But it did get me thinking.
One of the biggest reasons folks tell us that they didn’t choose to pay for Raygun is “We are going to build something ourselves”.
I’ve gone back to several folks recently asking how these home built systems are complying with GDPR. “Oh shit” is about the most common response. The second most common is “GD what?”.
Things to consider
- Log files that every random tool, service or process generates. Often these dump helpful debug information. The sort of data that often contains customer details.
- Information that goes into things like the Windows Event Log.
- Data that your teams might pull from production into staging environments. This is bad, but very common.
- Bots or services written to send data into other tools or locations like GitHub, Slack, Shared Inboxes, etc.
- Each open-source system the team have stood up. Being community developed, it’s unlikely to have had compliance features built in.
Everything that deals with your customer data needs to be GDPR compliant for you to be GDPR compliant. This means (and it’s not an exhaustive list!) each tool, service, etc needs to at least have:
- The ability to audit for customer data (e.g. scan log files, error logs, event logs, etc) to identify a customer’s data.
- The ability to export that data for your customer in the event of a request.
- The ability to remove that data at the customer’s request.
So the next time somebody thinks they could build a quick service to solve a problem, ask: How will it will support GDPR?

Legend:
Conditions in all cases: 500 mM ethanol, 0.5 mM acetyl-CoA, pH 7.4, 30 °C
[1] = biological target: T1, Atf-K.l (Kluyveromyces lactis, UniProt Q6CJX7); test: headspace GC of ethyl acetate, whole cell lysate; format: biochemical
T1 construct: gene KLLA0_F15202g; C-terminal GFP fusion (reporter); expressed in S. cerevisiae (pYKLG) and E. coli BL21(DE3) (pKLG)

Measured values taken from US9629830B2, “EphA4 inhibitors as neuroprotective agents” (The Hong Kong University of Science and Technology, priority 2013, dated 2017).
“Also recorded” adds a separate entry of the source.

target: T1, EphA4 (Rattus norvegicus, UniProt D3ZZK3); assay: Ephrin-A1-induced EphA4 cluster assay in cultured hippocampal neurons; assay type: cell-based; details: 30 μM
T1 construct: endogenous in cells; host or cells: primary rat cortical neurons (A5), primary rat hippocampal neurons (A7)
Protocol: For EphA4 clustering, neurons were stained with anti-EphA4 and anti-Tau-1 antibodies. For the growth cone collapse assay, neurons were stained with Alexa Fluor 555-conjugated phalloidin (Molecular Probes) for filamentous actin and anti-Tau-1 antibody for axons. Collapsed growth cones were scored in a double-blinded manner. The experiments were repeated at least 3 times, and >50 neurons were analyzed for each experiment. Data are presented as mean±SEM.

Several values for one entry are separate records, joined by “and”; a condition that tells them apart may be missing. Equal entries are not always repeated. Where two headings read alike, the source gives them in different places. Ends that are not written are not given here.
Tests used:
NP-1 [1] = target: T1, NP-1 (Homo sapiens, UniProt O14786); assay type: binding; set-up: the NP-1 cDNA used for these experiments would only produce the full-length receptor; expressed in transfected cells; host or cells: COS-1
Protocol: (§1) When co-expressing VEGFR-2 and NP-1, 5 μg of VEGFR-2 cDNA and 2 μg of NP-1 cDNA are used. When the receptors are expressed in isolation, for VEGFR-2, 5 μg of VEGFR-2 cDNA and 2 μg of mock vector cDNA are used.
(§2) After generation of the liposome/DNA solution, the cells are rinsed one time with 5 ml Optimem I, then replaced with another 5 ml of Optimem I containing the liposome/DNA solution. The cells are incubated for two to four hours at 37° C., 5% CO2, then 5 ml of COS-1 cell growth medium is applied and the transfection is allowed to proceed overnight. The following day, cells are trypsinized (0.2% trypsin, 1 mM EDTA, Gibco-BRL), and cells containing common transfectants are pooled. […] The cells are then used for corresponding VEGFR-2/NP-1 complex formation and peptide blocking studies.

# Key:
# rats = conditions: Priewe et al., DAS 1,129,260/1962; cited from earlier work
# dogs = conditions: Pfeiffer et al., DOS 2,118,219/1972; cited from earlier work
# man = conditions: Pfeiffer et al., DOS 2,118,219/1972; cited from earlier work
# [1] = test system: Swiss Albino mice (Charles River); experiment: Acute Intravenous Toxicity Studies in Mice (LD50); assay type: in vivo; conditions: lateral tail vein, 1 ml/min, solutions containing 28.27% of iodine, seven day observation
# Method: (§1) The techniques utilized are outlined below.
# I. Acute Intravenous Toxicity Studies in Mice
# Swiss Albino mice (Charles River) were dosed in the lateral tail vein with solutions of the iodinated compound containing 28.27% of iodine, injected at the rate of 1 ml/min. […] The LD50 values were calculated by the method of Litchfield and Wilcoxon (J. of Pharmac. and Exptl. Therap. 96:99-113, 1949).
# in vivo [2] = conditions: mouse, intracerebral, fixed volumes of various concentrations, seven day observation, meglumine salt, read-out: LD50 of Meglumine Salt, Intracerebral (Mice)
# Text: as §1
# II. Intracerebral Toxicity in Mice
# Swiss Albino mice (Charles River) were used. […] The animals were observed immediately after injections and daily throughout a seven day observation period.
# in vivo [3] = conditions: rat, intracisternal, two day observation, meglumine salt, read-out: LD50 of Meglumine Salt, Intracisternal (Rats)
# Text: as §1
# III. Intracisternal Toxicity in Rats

Failure to comply
It was already non-economic to have your expensive team members building tools that they could pay a few hundred dollars for.
But now, for some extra downside, your organization can be fined up to 4% of top line revenue for failing to comply. That’s not of profits, it’s 4% of everything the company took in this year.
I recently spoke with one person from a large business who said “we’ll probably need to be fined to take this seriously”. I wondered if they’d be saying that if the CEO, Board of Directors or Compliance Officer had been there. I wish this mindset was rare, but I’ve found it is the mentality that is pervasive in software teams.
This isn’t slap-on-the-wrist stuff and should be treated seriously. Not only because of GDPR, but because customer data is sensitive and should be treated as such.
I witness this all the time. I’m a software developer myself and I know it’s sexy to build our own stuff. It’s fun to do those projects. The proliferation of tools and services that you had no idea had been internally built will surprise you.
If you’re the CIO, Data Protection Officer or Compliance Officer, go and talk to engineering. Brace yourself.
Businesses shouldn’t be building things yourself without factoring in GDPR requirements.
Be compliant with Raygun
This post isn’t about being an advert, this is just a common problem I’ve seen. It’s something we have been talking about a lot internally as part of our own compliance work.
However, if you are looking for a GDPR compliant solution to Software Crash Reporting, Real User Monitoring or Application Performance Monitoring, check out Raygun. A few less things to worry about.